I did not grow up in a culture of of compulsory tennis-playing, so if I say that I am not interested, people understand that I probably do not want to play. But under compulsory sexuality, if I do not have some kind of obstacle like sex-aversion/sex-repulsion, then of course I am OK with participating in sex … huh? I am aware that compulsory-sexuality is very harmful to sex-averse/sex-repulsed people and that people who push compulsory sexuality do not in practice give sex-averse/sex-repulsed people a pass. The point I do want to make is that, under compulsory sexuality, you need a *reason* to opt out of sex rather than a reason to opt-in in the first place, and the assumptions made about sex-indifferent aces are made because we have not provided a reason for opting-out.

Recently both the sex-repulsed and the sex-favorable have been talking about the ways they feel uncomfortable in ace-spectrum communities. I do not feel uncomfortable as sex-indifferent ace in ace communities, but I hope that in these discussions people will make it clear that many sex-indifferent aces do not want and are not participating in sex.


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24 thoughts on “Why Are Sex-Indifferent Aces Assumed to Be Open to Sex?

  1. So I’m the guilty party who lumped sex-indifferent aces with sex-favorable aces in the call for submissions this month. I appreciate your post a lot. I really do.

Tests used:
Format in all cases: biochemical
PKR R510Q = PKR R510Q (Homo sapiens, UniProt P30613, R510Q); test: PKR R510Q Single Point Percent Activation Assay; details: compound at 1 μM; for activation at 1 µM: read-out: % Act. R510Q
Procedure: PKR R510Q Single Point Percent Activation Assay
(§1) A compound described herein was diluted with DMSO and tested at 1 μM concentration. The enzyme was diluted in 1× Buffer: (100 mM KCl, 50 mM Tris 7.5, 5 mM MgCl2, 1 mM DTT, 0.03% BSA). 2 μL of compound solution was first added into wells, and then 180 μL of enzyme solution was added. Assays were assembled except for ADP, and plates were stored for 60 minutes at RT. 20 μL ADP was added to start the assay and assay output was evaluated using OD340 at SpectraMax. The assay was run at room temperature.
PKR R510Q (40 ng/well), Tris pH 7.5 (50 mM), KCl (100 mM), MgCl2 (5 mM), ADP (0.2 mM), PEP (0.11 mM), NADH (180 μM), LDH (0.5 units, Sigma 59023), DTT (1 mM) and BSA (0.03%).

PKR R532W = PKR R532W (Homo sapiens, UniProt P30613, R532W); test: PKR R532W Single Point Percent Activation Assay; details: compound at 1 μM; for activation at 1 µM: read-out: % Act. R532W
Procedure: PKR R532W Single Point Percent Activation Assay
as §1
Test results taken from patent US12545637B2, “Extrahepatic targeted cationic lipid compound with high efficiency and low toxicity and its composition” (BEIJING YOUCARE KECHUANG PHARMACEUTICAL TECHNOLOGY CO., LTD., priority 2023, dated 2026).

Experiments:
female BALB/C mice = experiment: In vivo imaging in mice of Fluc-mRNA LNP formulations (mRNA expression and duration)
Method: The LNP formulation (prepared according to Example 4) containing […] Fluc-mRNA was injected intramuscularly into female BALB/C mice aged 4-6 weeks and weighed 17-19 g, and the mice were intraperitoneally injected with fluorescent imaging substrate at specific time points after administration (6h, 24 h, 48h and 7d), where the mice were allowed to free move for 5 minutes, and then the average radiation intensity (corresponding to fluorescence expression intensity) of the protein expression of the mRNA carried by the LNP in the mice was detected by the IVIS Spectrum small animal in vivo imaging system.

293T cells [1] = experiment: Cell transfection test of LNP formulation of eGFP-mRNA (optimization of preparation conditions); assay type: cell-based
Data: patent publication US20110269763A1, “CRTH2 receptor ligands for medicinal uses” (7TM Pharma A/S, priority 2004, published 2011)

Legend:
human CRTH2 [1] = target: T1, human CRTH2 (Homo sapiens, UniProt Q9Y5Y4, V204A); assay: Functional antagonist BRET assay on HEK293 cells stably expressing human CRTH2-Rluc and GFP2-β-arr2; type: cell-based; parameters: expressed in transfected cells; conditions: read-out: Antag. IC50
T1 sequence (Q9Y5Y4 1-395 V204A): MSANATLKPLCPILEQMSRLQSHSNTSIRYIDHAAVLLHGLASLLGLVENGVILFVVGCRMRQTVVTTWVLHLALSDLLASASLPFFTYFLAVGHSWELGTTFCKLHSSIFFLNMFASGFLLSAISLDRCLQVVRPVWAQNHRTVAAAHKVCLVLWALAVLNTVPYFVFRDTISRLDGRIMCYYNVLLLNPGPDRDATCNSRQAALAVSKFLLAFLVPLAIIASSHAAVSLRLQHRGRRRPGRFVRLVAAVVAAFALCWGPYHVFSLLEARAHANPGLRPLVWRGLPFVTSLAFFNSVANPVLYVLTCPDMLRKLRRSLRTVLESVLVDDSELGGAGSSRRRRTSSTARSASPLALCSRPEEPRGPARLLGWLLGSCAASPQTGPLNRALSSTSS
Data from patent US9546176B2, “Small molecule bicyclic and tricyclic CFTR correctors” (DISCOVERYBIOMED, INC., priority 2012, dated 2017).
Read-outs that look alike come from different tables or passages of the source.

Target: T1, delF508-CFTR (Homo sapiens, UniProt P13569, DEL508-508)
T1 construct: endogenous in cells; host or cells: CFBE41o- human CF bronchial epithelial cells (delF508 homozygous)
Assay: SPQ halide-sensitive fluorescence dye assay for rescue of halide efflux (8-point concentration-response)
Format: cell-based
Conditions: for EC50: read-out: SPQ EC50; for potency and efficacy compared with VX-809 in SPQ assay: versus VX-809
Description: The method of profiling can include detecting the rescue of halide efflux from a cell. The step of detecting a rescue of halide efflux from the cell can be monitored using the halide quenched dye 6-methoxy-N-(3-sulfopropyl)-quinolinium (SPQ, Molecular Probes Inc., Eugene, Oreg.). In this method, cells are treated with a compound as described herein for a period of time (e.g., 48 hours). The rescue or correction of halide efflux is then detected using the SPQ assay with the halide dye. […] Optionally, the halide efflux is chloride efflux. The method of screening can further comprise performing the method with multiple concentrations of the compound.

I’m going to post a reply on my own blog because I think I have a lot of thoughts, too many for a simple, short, comment.

    • Well, you are not the first who has lumped sex-indifferent aces with sex-favorable aces, it was just a convenient example since it was right there in the call for submissions … and I notice that the call for submissions is a little different now πŸ˜‰

  2. This topic is one that has crossed my mind before, but not enough thoughts coalesced for me to consider writing about it, so thank you for posting this. It’s a good question. The absence of a Big No feeling toward something doesn’t necessarily mean you’re going to be saying yes to it any time soon, if at all. I guess the presumption is that if they were in a situation that called for it, sex-indifferent aces wouldn’t mind having sex — but I hadn’t realized that line of thinking could itself actually be a manifestation of compulsory sexuality before.

    “The point I do want to make is that, under compulsory sexuality, you need a *reason* to opt out of sex rather than a reason to opt-in in the first place, and the assumptions made about sex-indifferent aces are made because we have not provided a reason for opting-out.”

    Very, very important point.

    Again, thank you.